‘It takes cool people to help a warm planet’ Anushka Fernandes

by Guest Contributor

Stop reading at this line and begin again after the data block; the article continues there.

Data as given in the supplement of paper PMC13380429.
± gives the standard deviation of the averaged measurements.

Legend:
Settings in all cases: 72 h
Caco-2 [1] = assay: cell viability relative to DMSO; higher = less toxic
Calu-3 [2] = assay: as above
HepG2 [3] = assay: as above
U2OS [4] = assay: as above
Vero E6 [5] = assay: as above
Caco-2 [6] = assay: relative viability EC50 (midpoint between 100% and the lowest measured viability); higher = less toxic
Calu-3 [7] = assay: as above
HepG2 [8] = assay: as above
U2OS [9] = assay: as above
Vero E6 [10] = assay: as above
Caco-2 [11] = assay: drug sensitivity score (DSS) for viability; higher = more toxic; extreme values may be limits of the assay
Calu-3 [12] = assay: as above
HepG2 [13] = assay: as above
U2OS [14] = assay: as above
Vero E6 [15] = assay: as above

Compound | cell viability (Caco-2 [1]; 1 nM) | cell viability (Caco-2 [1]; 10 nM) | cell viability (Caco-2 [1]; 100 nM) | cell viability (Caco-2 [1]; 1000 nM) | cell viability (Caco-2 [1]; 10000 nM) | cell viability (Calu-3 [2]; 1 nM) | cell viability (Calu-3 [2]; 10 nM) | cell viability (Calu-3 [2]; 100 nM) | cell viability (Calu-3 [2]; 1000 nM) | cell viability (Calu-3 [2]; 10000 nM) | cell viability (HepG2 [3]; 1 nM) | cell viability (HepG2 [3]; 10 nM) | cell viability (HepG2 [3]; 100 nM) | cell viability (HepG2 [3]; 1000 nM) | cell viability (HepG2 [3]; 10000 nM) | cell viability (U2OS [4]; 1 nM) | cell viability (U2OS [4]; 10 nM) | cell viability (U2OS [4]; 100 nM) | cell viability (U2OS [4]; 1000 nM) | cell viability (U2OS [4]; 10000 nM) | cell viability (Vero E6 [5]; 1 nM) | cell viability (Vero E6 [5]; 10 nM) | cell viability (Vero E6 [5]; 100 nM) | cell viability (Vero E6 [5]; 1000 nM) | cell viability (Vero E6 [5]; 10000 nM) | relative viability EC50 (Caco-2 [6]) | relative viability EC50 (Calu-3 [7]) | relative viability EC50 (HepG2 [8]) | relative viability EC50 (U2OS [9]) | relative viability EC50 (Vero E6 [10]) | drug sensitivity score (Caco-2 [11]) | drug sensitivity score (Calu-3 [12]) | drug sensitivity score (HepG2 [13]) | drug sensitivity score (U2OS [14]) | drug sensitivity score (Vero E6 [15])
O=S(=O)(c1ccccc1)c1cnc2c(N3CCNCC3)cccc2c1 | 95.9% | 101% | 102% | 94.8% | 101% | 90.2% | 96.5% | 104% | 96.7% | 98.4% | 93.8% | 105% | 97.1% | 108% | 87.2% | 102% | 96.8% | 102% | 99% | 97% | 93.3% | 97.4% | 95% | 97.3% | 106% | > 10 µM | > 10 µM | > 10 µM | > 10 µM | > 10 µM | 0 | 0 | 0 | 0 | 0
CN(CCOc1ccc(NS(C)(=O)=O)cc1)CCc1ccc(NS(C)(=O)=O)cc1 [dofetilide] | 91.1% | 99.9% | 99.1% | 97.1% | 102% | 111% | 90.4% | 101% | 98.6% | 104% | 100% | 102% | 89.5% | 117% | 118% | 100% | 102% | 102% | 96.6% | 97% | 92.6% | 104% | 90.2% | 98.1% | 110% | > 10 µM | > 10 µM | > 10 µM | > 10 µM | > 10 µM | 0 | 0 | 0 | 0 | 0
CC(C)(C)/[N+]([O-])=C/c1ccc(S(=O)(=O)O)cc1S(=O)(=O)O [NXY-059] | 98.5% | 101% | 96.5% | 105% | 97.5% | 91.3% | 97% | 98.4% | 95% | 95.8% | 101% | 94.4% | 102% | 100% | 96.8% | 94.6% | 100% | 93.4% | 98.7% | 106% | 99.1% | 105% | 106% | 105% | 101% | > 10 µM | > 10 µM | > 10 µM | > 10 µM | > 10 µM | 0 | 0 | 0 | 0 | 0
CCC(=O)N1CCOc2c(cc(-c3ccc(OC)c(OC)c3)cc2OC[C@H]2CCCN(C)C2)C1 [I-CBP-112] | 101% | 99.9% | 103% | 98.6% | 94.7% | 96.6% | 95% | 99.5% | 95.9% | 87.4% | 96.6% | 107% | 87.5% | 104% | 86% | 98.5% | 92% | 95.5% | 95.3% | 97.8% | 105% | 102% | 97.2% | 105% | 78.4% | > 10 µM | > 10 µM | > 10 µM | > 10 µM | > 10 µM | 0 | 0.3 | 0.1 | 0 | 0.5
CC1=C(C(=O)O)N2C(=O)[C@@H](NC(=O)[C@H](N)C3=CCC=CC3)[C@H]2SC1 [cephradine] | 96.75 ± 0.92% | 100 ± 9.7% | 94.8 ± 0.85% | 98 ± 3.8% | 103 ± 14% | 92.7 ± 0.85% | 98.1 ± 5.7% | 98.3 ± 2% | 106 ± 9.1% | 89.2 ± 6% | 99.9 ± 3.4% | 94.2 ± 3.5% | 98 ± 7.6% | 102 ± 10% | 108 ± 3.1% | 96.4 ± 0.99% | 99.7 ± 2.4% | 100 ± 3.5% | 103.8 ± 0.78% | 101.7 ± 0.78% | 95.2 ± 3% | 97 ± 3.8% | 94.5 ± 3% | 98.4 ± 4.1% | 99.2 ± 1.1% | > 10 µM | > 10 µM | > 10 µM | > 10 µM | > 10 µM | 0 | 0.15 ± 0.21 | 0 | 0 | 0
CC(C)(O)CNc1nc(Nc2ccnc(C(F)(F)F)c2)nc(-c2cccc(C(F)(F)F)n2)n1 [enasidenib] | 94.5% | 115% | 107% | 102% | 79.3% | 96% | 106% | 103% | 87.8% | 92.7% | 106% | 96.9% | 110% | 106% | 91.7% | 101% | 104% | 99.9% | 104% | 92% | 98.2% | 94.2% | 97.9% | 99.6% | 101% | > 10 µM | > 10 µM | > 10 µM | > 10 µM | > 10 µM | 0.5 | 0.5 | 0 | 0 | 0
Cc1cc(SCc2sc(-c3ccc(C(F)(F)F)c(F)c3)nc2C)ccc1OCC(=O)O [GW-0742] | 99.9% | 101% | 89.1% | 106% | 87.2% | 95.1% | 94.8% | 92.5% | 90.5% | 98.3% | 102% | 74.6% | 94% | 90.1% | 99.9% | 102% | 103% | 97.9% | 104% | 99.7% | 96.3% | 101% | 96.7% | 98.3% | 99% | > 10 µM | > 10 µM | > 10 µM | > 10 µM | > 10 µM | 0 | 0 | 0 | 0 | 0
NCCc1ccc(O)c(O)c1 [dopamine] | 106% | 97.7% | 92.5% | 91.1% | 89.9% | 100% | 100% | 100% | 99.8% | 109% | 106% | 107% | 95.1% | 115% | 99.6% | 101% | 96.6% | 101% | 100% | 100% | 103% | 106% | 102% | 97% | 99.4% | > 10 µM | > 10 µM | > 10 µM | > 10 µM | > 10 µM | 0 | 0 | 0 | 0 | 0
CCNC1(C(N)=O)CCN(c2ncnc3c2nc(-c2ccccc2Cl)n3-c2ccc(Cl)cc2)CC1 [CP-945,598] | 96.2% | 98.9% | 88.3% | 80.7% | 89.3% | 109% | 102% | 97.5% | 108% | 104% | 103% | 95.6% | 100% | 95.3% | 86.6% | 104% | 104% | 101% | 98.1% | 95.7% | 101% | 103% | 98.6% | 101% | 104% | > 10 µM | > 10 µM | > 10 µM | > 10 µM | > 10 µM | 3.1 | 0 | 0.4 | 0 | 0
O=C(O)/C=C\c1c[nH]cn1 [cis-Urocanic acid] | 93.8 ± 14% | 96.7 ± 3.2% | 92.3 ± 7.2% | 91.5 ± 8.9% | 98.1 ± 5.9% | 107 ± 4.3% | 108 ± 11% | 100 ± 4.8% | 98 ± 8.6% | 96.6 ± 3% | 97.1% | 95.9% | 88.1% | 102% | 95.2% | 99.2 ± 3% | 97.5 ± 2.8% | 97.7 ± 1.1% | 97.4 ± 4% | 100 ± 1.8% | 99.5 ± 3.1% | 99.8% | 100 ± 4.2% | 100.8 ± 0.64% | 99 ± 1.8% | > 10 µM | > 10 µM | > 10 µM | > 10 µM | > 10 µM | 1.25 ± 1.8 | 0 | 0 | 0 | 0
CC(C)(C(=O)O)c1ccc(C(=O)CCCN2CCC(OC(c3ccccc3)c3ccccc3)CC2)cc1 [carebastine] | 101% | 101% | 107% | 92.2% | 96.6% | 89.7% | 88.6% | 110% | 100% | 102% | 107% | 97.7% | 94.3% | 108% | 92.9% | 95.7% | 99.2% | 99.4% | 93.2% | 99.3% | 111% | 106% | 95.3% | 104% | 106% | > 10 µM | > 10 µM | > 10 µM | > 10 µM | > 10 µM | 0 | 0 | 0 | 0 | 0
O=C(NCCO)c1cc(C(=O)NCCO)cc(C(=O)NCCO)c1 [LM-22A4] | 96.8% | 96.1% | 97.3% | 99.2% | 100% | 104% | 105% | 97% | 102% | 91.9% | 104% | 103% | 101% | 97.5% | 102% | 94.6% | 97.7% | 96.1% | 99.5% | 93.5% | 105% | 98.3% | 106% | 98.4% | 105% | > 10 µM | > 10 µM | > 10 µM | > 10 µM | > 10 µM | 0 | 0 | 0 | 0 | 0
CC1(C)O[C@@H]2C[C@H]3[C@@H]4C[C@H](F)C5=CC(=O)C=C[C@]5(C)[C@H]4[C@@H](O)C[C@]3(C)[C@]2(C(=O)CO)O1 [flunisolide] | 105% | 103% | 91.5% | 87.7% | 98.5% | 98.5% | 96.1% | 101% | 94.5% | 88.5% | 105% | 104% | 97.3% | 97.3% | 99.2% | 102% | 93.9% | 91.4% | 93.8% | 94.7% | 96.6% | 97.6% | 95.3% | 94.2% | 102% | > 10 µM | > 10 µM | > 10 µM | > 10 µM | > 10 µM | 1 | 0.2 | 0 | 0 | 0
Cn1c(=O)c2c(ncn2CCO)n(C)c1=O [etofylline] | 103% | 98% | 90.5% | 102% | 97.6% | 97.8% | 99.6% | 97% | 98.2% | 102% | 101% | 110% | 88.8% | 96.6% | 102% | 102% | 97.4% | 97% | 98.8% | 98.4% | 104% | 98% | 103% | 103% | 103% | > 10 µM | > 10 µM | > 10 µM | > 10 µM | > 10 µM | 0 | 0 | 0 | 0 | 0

Columban Competition: ‘It takes cool people to help a warm planet’ Anushka Fernandes [caption id="" align="alignleft" width="210"]Anushka Fernandes Anushka Fernandes[/caption]  Anushka Fernandes (17) of St Paul’s Catholic School, Milton Keynes, came joint third in the Columban Young Journalists Competition 2019 (print) for her article on Climate Change. What we need is a cooling planet and warm-hearted people - sounds better, doesn't it? The reason? Global warming is caused mostly by humans! Many people do not believe in global warming. "It's too cold, how can there be global warming?" they say. Let me tell you that the cold outside is the weather not the climate. The weather is the day to day state of the atmosphere in a region whereas climate describes the average conditions expected at a specific place at a given time generated by the climate system. And that's what we are going to address today - the climate. The world is becoming warmer every passing day. Not only was 2016 considered the hottest year on record but eight of the 12 months were considered the hottest months of that year (Martin Wolf, Global Warming). This is the caused by the increase of carbon dioxide in the atmosphere. The increase in carbon dioxide is a result of the burning of fossil fuels like coal and oil. The Earth has broken more than 40,000 records of high temperatures in 2018. This shocking five-digit figure has come as a consequence with the amount of emissions on this planet with China being the biggest emitter (The Guardian, 2018). In one year, the world emits 33 billion tons of carbon dioxide. The planet's average surface temperature has risen about 1.62 degrees Fahrenheit (0.9 degrees Celsius) since the 19th century (The Guardian). The Arctic Sea ice melt is one of the many aftermaths of the Earth warming over recent years. Since September 2018, the Arctic Sea ice is now declining at a rate of 12.8 percent per decade, relative to the 1981 to 2010 average (NASA global climate change). The melting of Arctic Sea ice can have a dramatic effect on the flow of ocean water, through a change to the overall temperature gradient and through a decrease in ocean salinity due to the large stream of fresh water, both of which can influence the strength and frequency of storms. Sea ice further regulates how much moisture is transferred from the ocean to the atmosphere, another direct link to weather patterns. Pope Francis's Laudato Si’ suggests that worst impacts of climate change will be felt in developing countries. Low income countries will remain on the front line, experiencing gradual sea level rises and stronger cyclones. East Africa can be ready to experience increased short rains, while West Africa should expect heavier rains. Bangladesh and India can expect stronger cyclones; elsewhere in Southern Asia, heavier rains in the summer are anticipated. Indonesia may receive less rainfall between July and October, but the coastal regions around the south China Sea and Gulf of Thailand can expect increased rainfall extremes when cyclones hit land. The Intergovernmental Panel on Climate Change (IPCC) says "Monsoon onset dates are likely to become earlier or not to change much while monsoon withdrawal rates are very likely to delay, resulting in a lengthening of the season”. There are two reasons that the poorer countries are likely to face the worst impacts: these countries are in regions of the world that are most likely to be adversely affected; and they are least able to protect themselves against, or manage, the impact due to economic problems within the countries. Moreover, the impact caused by emissions is long-lasting. These costs come from the effects of heat on productivity, agricultural output and health. Adapting to extreme weather remains very hard for poor countries. There have been far more damaging impacts of huge storms on poorer countries like those in the Caribbean region, compared to the US (The Financial Times). It is possible for well-off nations to reduce these adverse impacts. Countries with greater infrastructure, better-measured capital markets, flexible exchange rates and more accountable and democratic institutions recover faster economically from the adverse impact of temperature shocks than others. Hot regions in high-income countries also survive better than those in poorer ones. All this supports the view that the poorest countries are likely to be the most dented by rising temperatures. The populations of such countries are more vulnerable because they are closer to the natural world. A very solid scientific consensus indicates that we are presently witnessing a disturbing warming of the climatic system. In recent decades, this warming has been accompanied by a constant rise in the sea level and, it would appear, by an increase of extreme weather events, even if a scientifically determinable cause cannot be assigned to each particular phenomenon. Humanity is called to recognise the need for changes of lifestyle, production and consumption, in order to combat this warming or at least the human causes which produce or aggravate it. Pope Francis suggests in Laudato Si’ that the change in climate has been caused by human society. Reports suggests that these changes could not have possibly been natural causes as it has been a rapid change that has occurred in a span of 100 years compared to the usual thousands of years. Humans are pumping carbon dioxide into the air far faster than nature has ever seen before and this is bound to have consequences. Pope Francis suggests that it the job of the humans on this planet to take care of it and bring about a transformation in their lifestyles that is currently driven by man-made objects affecting the environment. In Laudato Si’, it is also mentioned that we are called to take care of God's creation as set out in our call to stewardship in Genesis. Pope Francis also proposes that people are so overwhelmed and amazed by technology that they embrace it without thinking how it will affect our world. Pope Francis believes that there is still scope for improvement from us if we move towards an 'ecological conversion'. The Missionary Society of St. Columban believes that the issue of climate change is a 'threat to peace' that crosses boundaries of ethical and religious divides. We can work to make this world a better place. Link: https://columbans.co.uk/climate-change-competition-2019-and-the-winners-are